Nor is it obvious why the Hide My Email feature must be pushed back, unless it depends on some other privacy features that we don't yet know about.
Features missing from iPadOS 15 at launch
If you suspect that iPadOS has not yet split very far from iOS, it may be that Apple thinks that too. The company's detail sheet that lists all features for iPadOS 15 appears to have been started from the iOS 15 template.
Consequently, iPadOS 15's official list of features not available at launch includes Announce Messages in CarPlay.
Beyond that presumed mistake, the list so far includes:
- Hide My Email
- Music: Spatial Audio with dynamic head tracking
- Music: Shared with You
- Music: Photo Memories
- Music: SharePlay
Really this chiefly means that the Music app will be missing a few features at launch. If CarPlay being listed on iPad was a mistake, though, then surely these music features should have been on the iOS list.
Apple Music is going through a big change with its transition to spatial audio with Dolby Atmos. Apple has already said that it's going to take to the end of the year to have all its music in the higher-quality format, so the team's hardly idling.
Features missing from macOS Monterey at launch
- Hide My Email
- Photos: Memory mixes
- Photos: Memories: Fresh new look
- Photos: Memories: Memory looks
- Photos: Memories: Interactive Interface
- Photos: Memories: Browse view
- Photos: Memories: New memory types
- Photos: Memories: Watch next
- Photos: Memories: Shared with You
These are all "coming in a software update later this year." This is another one where on the good side it's clearly a single project that's delayed, just one with lots of different elements to it.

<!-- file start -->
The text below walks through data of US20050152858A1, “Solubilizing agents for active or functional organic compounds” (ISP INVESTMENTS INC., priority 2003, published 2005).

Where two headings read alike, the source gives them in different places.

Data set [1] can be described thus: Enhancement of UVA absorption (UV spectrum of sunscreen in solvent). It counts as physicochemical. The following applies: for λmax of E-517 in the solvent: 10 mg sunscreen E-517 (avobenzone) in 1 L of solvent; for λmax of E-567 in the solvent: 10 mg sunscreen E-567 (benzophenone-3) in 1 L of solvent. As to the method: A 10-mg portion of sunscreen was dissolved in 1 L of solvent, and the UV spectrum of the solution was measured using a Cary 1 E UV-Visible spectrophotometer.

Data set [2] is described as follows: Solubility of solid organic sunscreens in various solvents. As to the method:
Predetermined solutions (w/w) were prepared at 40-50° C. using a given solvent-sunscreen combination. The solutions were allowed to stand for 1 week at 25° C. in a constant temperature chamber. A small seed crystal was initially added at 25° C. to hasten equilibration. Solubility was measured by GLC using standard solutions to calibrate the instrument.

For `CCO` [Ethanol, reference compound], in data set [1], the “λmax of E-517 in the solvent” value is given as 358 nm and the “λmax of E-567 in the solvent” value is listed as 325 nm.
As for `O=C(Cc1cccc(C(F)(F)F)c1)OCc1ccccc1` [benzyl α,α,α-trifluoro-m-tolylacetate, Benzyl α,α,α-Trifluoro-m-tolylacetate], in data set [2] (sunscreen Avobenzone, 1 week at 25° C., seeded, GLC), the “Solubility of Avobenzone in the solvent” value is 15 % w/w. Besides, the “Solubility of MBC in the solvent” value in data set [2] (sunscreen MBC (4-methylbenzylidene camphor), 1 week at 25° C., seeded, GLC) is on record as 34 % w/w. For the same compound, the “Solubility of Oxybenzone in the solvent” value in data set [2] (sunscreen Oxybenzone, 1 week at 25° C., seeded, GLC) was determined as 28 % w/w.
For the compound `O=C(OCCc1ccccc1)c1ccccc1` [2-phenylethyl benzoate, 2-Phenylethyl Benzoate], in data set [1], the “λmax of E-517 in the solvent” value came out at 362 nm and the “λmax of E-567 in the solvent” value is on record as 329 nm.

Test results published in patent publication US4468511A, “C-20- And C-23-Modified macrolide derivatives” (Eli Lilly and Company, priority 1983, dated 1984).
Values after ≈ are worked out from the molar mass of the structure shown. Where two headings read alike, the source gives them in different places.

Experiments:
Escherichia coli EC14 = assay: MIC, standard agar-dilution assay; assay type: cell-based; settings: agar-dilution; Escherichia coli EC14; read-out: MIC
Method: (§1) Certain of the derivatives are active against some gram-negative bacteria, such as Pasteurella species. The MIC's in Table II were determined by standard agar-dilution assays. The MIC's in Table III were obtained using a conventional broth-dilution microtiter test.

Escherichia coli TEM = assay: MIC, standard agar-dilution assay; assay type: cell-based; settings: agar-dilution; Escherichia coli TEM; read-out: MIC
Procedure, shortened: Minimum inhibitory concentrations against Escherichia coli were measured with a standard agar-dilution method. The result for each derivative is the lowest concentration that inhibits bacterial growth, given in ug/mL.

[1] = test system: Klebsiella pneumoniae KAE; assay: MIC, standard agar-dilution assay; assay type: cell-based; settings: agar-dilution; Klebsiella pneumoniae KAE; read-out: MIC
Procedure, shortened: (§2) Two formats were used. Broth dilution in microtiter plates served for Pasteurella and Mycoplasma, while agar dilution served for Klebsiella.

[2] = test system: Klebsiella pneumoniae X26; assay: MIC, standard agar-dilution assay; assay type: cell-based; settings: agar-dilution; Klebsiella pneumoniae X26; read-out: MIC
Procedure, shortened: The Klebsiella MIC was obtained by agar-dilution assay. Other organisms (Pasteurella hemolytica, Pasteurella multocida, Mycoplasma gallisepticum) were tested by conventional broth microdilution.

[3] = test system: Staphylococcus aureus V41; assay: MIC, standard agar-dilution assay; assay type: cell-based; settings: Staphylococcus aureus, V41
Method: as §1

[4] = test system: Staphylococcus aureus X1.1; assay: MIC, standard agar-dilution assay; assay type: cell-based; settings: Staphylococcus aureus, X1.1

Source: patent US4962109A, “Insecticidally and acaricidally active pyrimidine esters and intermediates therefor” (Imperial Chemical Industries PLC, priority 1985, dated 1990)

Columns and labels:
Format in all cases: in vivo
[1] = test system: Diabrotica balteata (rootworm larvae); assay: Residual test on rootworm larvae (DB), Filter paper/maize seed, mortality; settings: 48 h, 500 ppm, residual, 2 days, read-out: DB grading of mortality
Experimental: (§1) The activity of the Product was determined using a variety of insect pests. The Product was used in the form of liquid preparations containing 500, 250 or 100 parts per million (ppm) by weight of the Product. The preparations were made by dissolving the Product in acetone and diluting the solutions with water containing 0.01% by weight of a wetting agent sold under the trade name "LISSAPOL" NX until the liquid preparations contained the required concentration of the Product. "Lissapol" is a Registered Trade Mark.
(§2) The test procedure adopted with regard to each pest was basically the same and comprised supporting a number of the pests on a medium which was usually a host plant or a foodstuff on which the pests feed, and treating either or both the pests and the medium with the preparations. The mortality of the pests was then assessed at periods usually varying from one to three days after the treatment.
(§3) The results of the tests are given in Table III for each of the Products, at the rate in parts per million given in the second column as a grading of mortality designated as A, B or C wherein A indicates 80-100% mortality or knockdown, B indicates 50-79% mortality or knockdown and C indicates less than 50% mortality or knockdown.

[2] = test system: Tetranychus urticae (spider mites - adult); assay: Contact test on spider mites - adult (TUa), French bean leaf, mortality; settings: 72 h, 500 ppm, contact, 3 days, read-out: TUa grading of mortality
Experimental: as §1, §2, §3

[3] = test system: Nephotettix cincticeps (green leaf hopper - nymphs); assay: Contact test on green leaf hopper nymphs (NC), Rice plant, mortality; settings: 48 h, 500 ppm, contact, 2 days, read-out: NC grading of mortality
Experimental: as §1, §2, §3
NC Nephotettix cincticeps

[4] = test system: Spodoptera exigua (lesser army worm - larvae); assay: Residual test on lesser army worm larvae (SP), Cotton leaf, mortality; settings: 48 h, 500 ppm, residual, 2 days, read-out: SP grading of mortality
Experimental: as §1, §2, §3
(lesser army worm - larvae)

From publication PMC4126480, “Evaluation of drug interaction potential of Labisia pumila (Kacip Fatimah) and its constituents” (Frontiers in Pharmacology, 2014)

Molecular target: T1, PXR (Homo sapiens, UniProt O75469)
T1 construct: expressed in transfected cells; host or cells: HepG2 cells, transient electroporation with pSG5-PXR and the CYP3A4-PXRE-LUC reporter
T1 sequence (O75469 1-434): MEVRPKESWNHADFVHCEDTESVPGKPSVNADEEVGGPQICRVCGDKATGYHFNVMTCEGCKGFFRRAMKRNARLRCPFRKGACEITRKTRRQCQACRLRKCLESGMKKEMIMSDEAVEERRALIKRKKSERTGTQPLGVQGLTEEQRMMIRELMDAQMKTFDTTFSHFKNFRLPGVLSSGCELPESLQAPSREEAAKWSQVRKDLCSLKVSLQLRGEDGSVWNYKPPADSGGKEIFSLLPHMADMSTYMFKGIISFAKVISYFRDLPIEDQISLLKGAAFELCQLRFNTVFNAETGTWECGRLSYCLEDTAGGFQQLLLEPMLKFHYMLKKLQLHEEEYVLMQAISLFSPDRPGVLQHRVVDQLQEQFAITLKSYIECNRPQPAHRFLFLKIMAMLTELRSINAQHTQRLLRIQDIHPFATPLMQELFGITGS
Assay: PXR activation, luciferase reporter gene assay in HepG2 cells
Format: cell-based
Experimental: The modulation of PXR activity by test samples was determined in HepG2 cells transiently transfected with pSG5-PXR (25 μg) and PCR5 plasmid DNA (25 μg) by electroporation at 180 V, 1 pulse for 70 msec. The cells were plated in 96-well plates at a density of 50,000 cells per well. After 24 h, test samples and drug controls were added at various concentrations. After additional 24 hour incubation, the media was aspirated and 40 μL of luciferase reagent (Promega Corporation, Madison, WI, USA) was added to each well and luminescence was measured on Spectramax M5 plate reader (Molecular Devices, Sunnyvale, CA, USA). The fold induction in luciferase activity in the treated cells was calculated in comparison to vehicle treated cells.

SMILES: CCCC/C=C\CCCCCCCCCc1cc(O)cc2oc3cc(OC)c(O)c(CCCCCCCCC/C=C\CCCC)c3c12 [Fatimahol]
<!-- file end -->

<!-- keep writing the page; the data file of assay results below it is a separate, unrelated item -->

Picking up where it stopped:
On the bad side, it's also clearly one that surely equally well belongs on the list for iOS, and macOS.
It also presumably belongs on the list for watchOS 8 but officially, there is no such list. All of the announced watchOS 8 features are officially listed as coming at launch.
No conspiracy, it's just hard work
If the lists are a little odd in what they include and omit from each platform, there is nothing particularly notable about various delayed features themselves. Maybe watchOS 8 will get a long list when the hardware is announced, but it's unlikely that there's any great conspiracy behind the delays.
It's easy to assume that Apple has enough money to do anything, chiefly because it does. But cash can't solve all problems, you can't get as many great people as you want just because you're willing to pay them.
Like any company, Apple is triaging what it wants to do and what it can do in the time and with its resources.
You can question why it tells users about features it knows it won't be able to do yet, but WWDC is not just aimed at users. It's primarily aimed at developers, and alongside any one of these delayed user features there may be APIs that developers can start to work with for their own apps.
Follow all the details of WWDC 2021 with the comprehensive AppleInsider coverage of the whole week-long event from June 7 through June 11, including details of all the new launches and updates.